And then there has been Joe Manchin, who has not only seen inflation coming, but has clearly articulated the link between its pending arrival and our excessive government spending. In September of last year, Manchin explained that he wasn’t thrilled by the prospect of adding trillions more in spending to the World War II–sized figure that the federal government has approved since March of 2020, given the risks that such spending would pose. “Suggesting that spending trillions more will not have an impact on inflation,” he wrote, “ignores the everyday reality that America’s families continue to pay an unavoidable inflation tax.” In November, Manchin was even clearer. “I, for one,” he vowed, “won’t support a multitrillion-dollar bill without greater clarity about why Congress chooses to ignore the serious effects inflation and debt have on our economy and existing government programs.” “Elected leaders,” Manchin concluded, “continue to ignore exploding inflation, that our national debt continues to grow, and interest payments on the debt will start to rapidly increase when the FED has to start raising interest rates to try to slow down runaway inflation.”
Joe Manchin was right.
Mr. Cooke goes on to remind us that the Biden Administration, far from being chagrined at their woebegone economic forecasting, is doubling down on it. Roll Call reports that not only is the administration going to continue to agitate for at least $1.5 trillion in a new BBB bill, they are also going to push for yet another round of COVID “relief” spending to be distributed to schools (the federal government has to date spent at least $190 billion on COVID relief for education, which works out to be almost $1.5 million for each the nation’s 131,000 schools, or $14 million for each of the 13,500 school districts) and perhaps also used to fight the virus overseas. This despite the fact that Senate Republicans claim that over 70 percent of the funds already allocated still haven’t been spent. Even committed media progressives like Chris Hayes at MSNBC are left (bad pun there) wondering why education suddenly needs a new infusion of cash.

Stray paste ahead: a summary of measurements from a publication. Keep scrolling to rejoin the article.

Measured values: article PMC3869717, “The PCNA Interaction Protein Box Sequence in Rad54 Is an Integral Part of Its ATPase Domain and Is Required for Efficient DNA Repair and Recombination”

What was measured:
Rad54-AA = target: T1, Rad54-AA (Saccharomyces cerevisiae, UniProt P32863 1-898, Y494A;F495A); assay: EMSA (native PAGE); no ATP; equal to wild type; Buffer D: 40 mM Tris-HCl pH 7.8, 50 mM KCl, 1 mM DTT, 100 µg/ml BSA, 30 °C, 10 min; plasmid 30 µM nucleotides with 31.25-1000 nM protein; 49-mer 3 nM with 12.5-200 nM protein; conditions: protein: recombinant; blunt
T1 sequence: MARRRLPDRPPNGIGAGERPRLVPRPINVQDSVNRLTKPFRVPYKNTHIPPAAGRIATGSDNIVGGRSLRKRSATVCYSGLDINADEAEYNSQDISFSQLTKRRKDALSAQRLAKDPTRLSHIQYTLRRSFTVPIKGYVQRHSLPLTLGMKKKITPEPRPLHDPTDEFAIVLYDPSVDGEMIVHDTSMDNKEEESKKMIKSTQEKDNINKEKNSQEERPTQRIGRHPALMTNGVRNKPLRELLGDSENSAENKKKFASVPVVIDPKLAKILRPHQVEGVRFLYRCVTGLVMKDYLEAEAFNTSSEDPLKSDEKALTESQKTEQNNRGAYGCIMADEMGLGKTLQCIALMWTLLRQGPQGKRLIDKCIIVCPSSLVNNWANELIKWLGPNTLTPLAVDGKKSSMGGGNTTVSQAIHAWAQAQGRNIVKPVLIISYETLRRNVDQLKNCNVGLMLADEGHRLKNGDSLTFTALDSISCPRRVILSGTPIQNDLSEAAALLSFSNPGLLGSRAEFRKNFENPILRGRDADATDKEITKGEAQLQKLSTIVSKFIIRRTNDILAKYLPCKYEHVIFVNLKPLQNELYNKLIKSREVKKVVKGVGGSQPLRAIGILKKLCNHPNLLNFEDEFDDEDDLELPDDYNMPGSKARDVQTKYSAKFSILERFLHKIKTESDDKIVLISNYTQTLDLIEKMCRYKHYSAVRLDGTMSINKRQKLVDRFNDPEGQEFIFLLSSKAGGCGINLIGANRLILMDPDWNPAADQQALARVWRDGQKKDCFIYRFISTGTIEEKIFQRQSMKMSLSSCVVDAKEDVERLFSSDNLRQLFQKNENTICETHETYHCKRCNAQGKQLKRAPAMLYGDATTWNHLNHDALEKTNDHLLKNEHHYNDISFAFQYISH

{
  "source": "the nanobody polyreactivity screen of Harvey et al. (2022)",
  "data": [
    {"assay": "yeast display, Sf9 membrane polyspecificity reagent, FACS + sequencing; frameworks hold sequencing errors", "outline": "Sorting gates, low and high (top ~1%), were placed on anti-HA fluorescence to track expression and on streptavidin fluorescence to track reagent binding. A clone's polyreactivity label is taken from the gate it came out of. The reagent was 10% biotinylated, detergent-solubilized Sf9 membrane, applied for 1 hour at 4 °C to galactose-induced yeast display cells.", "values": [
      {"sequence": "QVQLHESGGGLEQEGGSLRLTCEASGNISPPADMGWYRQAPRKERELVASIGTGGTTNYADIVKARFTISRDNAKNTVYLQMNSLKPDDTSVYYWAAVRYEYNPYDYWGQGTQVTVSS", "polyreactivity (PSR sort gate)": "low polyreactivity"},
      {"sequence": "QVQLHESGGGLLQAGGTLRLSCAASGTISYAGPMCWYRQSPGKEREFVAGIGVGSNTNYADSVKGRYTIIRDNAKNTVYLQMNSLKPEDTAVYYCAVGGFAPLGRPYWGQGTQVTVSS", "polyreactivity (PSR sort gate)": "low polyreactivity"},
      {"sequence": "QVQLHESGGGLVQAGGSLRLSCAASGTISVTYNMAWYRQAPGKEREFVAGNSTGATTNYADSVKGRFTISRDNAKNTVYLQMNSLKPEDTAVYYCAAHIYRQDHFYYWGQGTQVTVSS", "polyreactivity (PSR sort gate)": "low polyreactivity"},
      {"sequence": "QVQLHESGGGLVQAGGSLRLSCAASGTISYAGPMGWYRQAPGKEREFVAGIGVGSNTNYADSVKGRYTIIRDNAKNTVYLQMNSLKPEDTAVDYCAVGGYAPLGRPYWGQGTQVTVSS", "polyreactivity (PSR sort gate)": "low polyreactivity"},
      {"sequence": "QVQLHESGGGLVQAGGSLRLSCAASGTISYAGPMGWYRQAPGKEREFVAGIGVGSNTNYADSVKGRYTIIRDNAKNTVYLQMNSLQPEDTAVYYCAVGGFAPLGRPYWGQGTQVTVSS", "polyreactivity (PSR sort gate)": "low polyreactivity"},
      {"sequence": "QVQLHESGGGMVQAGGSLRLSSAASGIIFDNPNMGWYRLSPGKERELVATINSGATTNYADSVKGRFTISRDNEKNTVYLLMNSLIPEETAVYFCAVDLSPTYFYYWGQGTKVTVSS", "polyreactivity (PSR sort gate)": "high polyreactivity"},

I feel like there’s a weird memory-holing of the fact last spring Congress distributed $123 billion dollars to K-12 schools for Covid preparedness. That’s nearly $1 million *per school*. So big q is: what was that used for?
— Chris Hayes (@chrislhayes) January 5, 2022
This is just part-and-parcel of what happens when a feeble-minded old man who gives the impression of taking orders from — rather than giving orders to — his staff is put in a position for which he was always clearly unqualified and is sadly no longer even remotely capable of managing. Biden’s own blinkered view of history and tragic need to be considered worthy of a career which somehow seems to have just fallen into his lap leads him to flights of fancy which bear no relation to reality’s ugly interludes. As Charles Cooke points out, a administration which came into power with a very narrow House majority and an evenly-split Senate somehow thought it would ram through FDR-style sweeping legislation. That they have been as successful has they have in their first year has been a great misfortune to the American people, but at this point it would seem that their luck has finally run out. At least let us hope so.
CODA: Looks like Sen. Krysten Sinema has put in the nails in the coffin of the Democrats’ plan to change filibuster rules to ram through their voting nationalization bill. This follows Sen. Manchin’s declaration that any changes to the filibuster require the assent of 2/3 of the Senate.